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Running .NET applications on Linux Embedded Systems

You may have some applications developed using Microsoft .NET application framework that are running on Windows XP, Windows Vista and Windows 7. .NET for Linux If after spending much effort and time, you have a request to port your application to Linux, you don’t need to rewrite everything thanks to Mono, an open source implementation of .NET framework that can be run in Windows, Linux and MacOS. The development framework is composed of three parts: Mono – An open source, cross-platform, implementation of C# and the CLR that is binary compatible with Microsoft.NET MonoDevelop – An open Source C# and .NET development environment for Linux, Windows, and Mac OS X Mono Tools for Visual Studio – Development Tools to develop and migrate .NET applications to Mono on Linux without leaving Visual Studio. This application can be tried for 30 days and / or purchased. This tools is compatible with Visual Studio 2008 and Visual Studio 2010. A large number of …

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Building Archos Gen8 Source on Ubuntu 10.10

[ad#Google Adsense-Leaderboard] In a follow-up post of GPL Source code and SDE for Archos Gen8 Devices earlier today, here are the steps I followed to build the toolchain, kernel and root file system with buildroot on Ubuntu 10.10 Desktop version: Extract the source code: tar xzvf ../Downloads/gen8-gpl-froyo.tgz Install extra packages for the build: sudo apt-get install flex bison build-essential zip curl libmpfr-dev libmpfr1ldbl automake autoconf libtool gettext texinfo Run the build to generate the toolchain, kernel and root file system: cd gen8-gpl-froyo/buildroot sudo make Then wait for a while (It took 1h15 on my machine) to get the binary images: zImage (kernel) in buildroot/linux/arch/arm/boot rootfs.arm.squashfs (rootFS) in buildroot/binaries/uclibc Jean-Luc Aufranc (CNXSoft)Jean-Luc started CNX Software in 2010 as a part-time endeavor, before quitting his job as a software engineering manager, and starting to write daily news, and reviews full time later in 2011. http://www.cnx-software.com Support CNX Software – Donate via PayPal or become a Patron on Patreon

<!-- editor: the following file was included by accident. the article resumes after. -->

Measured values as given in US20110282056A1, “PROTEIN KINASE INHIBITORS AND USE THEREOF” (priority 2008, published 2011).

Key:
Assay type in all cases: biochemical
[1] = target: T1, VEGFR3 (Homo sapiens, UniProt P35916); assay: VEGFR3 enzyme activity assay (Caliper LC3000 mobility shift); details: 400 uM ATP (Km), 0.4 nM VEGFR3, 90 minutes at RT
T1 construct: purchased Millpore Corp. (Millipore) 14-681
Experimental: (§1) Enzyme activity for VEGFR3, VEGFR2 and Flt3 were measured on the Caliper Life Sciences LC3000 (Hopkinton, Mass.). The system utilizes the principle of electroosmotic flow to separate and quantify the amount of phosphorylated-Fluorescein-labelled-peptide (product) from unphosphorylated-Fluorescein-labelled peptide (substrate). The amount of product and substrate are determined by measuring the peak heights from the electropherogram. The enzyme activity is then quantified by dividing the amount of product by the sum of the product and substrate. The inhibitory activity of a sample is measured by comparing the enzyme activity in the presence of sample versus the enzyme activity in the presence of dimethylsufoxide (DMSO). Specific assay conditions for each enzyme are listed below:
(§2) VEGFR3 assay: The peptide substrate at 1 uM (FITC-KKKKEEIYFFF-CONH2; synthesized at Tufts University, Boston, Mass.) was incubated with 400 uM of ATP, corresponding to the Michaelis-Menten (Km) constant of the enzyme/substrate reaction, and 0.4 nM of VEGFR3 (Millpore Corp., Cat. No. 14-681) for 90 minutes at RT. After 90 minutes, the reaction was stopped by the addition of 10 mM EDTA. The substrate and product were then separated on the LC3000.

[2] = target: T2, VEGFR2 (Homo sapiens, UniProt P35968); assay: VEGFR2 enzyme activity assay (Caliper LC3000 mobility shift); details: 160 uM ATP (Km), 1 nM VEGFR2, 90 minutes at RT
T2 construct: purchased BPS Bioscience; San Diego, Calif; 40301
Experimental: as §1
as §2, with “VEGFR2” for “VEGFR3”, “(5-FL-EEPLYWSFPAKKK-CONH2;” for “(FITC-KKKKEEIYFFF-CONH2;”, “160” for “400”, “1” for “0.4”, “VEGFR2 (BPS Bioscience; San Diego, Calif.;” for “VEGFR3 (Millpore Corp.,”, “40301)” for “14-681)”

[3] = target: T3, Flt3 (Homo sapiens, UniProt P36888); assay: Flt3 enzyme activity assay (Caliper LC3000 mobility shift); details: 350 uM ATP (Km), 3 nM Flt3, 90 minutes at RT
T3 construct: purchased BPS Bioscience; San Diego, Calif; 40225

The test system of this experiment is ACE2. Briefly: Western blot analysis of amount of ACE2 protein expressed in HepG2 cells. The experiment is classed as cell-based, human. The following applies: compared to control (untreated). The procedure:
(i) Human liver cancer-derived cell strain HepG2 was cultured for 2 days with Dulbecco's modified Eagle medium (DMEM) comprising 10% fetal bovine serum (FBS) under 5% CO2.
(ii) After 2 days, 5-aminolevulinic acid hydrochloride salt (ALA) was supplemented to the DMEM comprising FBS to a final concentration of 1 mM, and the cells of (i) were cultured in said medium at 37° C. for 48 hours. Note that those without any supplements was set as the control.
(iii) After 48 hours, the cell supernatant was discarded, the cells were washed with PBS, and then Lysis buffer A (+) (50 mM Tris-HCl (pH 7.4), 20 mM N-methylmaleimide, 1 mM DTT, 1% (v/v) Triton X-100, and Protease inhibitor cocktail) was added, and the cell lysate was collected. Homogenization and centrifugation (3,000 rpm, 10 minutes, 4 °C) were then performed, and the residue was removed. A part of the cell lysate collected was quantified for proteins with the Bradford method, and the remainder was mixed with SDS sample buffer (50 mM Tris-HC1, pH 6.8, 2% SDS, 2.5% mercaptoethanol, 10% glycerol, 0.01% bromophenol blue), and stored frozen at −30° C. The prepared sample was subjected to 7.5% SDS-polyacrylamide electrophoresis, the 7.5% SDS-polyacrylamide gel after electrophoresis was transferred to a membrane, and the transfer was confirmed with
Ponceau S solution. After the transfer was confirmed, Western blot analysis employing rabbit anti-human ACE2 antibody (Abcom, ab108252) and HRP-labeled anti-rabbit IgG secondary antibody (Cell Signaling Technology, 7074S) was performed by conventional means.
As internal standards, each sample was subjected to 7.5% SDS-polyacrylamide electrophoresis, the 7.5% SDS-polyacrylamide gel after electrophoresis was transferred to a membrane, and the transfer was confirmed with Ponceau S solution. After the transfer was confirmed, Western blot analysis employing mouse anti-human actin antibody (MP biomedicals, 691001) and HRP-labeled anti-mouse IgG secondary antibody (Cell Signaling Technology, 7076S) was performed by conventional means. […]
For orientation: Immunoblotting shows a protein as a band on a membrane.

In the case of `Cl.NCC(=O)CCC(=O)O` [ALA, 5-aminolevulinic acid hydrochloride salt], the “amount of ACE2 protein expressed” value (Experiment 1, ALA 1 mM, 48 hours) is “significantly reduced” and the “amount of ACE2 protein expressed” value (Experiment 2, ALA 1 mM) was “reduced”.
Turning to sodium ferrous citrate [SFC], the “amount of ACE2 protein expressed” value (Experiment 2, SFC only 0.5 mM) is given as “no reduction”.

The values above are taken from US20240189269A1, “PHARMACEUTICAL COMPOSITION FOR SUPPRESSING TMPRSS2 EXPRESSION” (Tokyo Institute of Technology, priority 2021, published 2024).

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Embedded Software Books

I’m often asked what useful books software engineers should read when they start to work on embedded systems. So here’s a list of books I would recommend as starters. First, nowadays many embedded systems are written in C (although lower end systems using 8-bit MCU are still likely to be written in Assembler), so software engineers had better make themselves very familiar with C/C++ and GNU tools (gcc, libtool. automake…) with a focus on embedded systems (e.g. interrupts handling, real-time capabilities, volatile variables, processes and threads’ stack handling, , cross compilers…).  Programming Embedded Systems: With C and GNU Development Tools, 2nd Edition is just the right book for that purpose. It deals with embedded Linux and eCos and provides useful examples. You may also read part of it online Once you start developing embedded systems you are likely to write device drivers at some points. Linux Device Drivers, 3rd Edition is a must have and is up-date for Linux 2.6. …